She wishes to remain anonymous. I'll give her that. I've asked to post her recent photographs, but she is shy. This is the one I'm currently using as a screen saver. It was taken in the valleys in the foothills east of the Salt Lake. This is mid-autumn northern Utah, in one leaf. Click photo to enlarge. It's worth it.
I took a day off today and Nick and I went to see Blindness. I bought a copy of Blindness when it was first out in Hardback. It's a first addition. Those were the days. It won the Pulitzer for Literature. And a well deserved Pulitzer it was. It's a great book. I go to movies made from great books with trepidation and am usually disappointed by the film versions of great literature. I would not go to Atonement because I so loved Ian McEwan's book and knew that the casting was all wrong for starters, and the ads were horrible. Big Hollywood productions of well written books are almost universally badly done. The film, Blindness, however, is perfection.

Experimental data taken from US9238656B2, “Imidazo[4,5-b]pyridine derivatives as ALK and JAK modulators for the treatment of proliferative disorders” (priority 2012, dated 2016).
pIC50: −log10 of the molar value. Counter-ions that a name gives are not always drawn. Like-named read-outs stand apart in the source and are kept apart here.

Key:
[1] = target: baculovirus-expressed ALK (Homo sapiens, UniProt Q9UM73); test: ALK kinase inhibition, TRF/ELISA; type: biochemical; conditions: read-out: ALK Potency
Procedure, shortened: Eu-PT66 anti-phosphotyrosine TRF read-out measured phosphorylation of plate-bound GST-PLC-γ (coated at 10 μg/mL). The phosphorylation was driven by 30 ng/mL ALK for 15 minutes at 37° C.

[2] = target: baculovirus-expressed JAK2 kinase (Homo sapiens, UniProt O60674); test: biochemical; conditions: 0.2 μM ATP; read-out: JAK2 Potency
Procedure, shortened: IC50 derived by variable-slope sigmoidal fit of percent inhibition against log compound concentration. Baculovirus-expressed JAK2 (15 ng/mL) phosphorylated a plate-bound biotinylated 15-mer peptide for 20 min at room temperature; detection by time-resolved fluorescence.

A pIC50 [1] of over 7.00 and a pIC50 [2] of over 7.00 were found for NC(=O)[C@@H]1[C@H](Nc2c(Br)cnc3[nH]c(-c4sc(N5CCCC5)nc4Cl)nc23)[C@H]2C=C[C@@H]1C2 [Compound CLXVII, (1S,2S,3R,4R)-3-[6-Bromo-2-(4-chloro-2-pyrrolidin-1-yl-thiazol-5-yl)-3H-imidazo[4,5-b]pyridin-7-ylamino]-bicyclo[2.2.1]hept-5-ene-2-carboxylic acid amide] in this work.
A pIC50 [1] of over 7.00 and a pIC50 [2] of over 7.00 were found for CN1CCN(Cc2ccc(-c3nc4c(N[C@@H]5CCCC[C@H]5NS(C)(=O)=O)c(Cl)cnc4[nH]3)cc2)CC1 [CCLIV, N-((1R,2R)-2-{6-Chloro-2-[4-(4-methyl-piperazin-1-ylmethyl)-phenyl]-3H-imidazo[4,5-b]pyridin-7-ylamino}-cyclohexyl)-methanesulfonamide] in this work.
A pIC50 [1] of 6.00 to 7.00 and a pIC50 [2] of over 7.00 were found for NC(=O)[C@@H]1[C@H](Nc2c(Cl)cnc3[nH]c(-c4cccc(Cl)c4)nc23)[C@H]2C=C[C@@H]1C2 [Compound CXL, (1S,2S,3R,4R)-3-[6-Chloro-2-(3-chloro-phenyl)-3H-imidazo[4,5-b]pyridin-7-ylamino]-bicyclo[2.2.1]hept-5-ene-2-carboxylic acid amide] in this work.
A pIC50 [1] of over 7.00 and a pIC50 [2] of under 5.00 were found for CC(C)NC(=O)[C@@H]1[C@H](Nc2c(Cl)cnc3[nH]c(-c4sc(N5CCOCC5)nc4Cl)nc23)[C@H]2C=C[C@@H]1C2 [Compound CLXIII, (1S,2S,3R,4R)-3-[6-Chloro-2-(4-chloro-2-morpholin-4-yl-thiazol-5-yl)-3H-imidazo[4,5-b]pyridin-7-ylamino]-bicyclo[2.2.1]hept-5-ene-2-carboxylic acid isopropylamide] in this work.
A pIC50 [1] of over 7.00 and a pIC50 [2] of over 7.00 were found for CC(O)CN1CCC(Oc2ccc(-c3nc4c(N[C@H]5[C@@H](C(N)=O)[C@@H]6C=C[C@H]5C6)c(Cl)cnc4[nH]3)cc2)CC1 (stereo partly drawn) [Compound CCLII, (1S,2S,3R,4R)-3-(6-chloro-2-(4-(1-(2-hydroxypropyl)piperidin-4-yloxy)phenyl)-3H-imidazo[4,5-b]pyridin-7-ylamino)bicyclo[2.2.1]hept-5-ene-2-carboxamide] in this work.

I will only go to midweek matinees because I don't like people all that much and they especially annoy me at movie theaters. For probably ten years I wouldn't enter a theater. There were fine films made, but I had to wait to see them until I could rent them. But in Nick I have the perfect movie date. We seem to have the same taste in movies and like the private screening aspect of a 1:00pm movie at an art house theater on a Wednesday We go a little early and sit in the empty theater and talk. When the movie starts we don't talk at all, ever. Ever ever. That would ruin it for me. There is no audience noise to distract from the experience. No noisy popcorn eating, no candy wrappers, no soda sucking through a straw to make me want to kill my fellow man.
I'm not a movie reviewer. I won't pretend to try to give you that here. But it's a film about the catastrophic effects of a mass epidemic of blindness that manifests without warning and results in visual white-out. Sudden and blindingly white, easily spread, creating panic instantly. I know this film was not in black and white, but like the characters in the film, I see it now in my minds eye as shockingly white and terrifyingly dark. I came out of the theater with the sense that I was living in an alternate reality the way the European films of the 1950's and '60's made me feel. It is the feeling of having experienced something profound.